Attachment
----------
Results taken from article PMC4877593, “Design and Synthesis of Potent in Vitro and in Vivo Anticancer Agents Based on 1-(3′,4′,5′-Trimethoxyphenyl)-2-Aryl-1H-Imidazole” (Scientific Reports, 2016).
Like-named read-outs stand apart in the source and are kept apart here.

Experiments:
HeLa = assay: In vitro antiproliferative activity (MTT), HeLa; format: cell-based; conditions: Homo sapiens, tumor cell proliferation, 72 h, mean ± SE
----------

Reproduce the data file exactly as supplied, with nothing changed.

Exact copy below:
Results taken from article PMC4877593, “Design and Synthesis of Potent in Vitro and in Vivo Anticancer Agents Based on 1-(3′,4′,5′-Trimethoxyphenyl)-2-Aryl-1H-Imidazole” (Scientific Reports, 2016).
Like-named read-outs stand apart in the source and are kept apart here.

Experiments:
HeLa = assay: In vitro antiproliferative activity (MTT), HeLa; format: cell-based; conditions: Homo sapiens, tumor cell proliferation, 72 h, mean ± SE